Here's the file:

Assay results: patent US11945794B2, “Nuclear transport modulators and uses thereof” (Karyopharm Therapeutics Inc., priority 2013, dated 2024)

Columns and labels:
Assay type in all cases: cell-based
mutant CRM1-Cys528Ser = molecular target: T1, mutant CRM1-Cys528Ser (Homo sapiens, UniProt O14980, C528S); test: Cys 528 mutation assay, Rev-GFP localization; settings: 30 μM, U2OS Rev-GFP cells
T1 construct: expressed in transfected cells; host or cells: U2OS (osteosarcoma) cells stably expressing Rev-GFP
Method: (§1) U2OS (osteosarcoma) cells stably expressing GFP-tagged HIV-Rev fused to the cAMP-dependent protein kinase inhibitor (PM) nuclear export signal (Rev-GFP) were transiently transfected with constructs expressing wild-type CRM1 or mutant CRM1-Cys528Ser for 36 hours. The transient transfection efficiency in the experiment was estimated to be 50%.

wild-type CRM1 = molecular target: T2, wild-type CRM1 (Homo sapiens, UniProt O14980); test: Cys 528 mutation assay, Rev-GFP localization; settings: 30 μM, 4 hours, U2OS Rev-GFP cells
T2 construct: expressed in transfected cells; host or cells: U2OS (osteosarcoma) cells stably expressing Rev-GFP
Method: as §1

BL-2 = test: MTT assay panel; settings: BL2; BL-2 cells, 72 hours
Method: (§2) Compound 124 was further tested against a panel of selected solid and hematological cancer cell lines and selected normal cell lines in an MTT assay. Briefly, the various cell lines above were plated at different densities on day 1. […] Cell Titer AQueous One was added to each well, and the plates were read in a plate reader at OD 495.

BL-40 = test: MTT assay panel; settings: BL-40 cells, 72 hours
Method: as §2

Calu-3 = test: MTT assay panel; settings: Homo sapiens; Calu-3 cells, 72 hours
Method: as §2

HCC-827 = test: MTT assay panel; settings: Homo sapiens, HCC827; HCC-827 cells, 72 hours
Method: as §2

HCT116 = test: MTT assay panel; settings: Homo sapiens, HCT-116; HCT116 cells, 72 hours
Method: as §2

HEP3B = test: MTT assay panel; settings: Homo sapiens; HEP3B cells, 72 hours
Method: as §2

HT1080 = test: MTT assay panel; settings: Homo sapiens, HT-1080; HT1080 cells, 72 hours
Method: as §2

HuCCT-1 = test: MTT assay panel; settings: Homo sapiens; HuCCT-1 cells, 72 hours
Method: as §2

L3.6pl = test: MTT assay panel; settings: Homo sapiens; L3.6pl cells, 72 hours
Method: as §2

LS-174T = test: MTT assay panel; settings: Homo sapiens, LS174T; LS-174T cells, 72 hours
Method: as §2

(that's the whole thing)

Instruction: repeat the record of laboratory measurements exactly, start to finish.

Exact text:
Assay results: patent US11945794B2, “Nuclear transport modulators and uses thereof” (Karyopharm Therapeutics Inc., priority 2013, dated 2024)

Columns and labels:
Assay type in all cases: cell-based
mutant CRM1-Cys528Ser = molecular target: T1, mutant CRM1-Cys528Ser (Homo sapiens, UniProt O14980, C528S); test: Cys 528 mutation assay, Rev-GFP localization; settings: 30 μM, U2OS Rev-GFP cells
T1 construct: expressed in transfected cells; host or cells: U2OS (osteosarcoma) cells stably expressing Rev-GFP
Method: (§1) U2OS (osteosarcoma) cells stably expressing GFP-tagged HIV-Rev fused to the cAMP-dependent protein kinase inhibitor (PM) nuclear export signal (Rev-GFP) were transiently transfected with constructs expressing wild-type CRM1 or mutant CRM1-Cys528Ser for 36 hours. The transient transfection efficiency in the experiment was estimated to be 50%.

wild-type CRM1 = molecular target: T2, wild-type CRM1 (Homo sapiens, UniProt O14980); test: Cys 528 mutation assay, Rev-GFP localization; settings: 30 μM, 4 hours, U2OS Rev-GFP cells
T2 construct: expressed in transfected cells; host or cells: U2OS (osteosarcoma) cells stably expressing Rev-GFP
Method: as §1

BL-2 = test: MTT assay panel; settings: BL2; BL-2 cells, 72 hours
Method: (§2) Compound 124 was further tested against a panel of selected solid and hematological cancer cell lines and selected normal cell lines in an MTT assay. Briefly, the various cell lines above were plated at different densities on day 1. […] Cell Titer AQueous One was added to each well, and the plates were read in a plate reader at OD 495.

BL-40 = test: MTT assay panel; settings: BL-40 cells, 72 hours
Method: as §2

Calu-3 = test: MTT assay panel; settings: Homo sapiens; Calu-3 cells, 72 hours
Method: as §2

HCC-827 = test: MTT assay panel; settings: Homo sapiens, HCC827; HCC-827 cells, 72 hours
Method: as §2

HCT116 = test: MTT assay panel; settings: Homo sapiens, HCT-116; HCT116 cells, 72 hours
Method: as §2

HEP3B = test: MTT assay panel; settings: Homo sapiens; HEP3B cells, 72 hours
Method: as §2

HT1080 = test: MTT assay panel; settings: Homo sapiens, HT-1080; HT1080 cells, 72 hours
Method: as §2

HuCCT-1 = test: MTT assay panel; settings: Homo sapiens; HuCCT-1 cells, 72 hours
Method: as §2

L3.6pl = test: MTT assay panel; settings: Homo sapiens; L3.6pl cells, 72 hours
Method: as §2

LS-174T = test: MTT assay panel; settings: Homo sapiens, LS174T; LS-174T cells, 72 hours
Method: as §2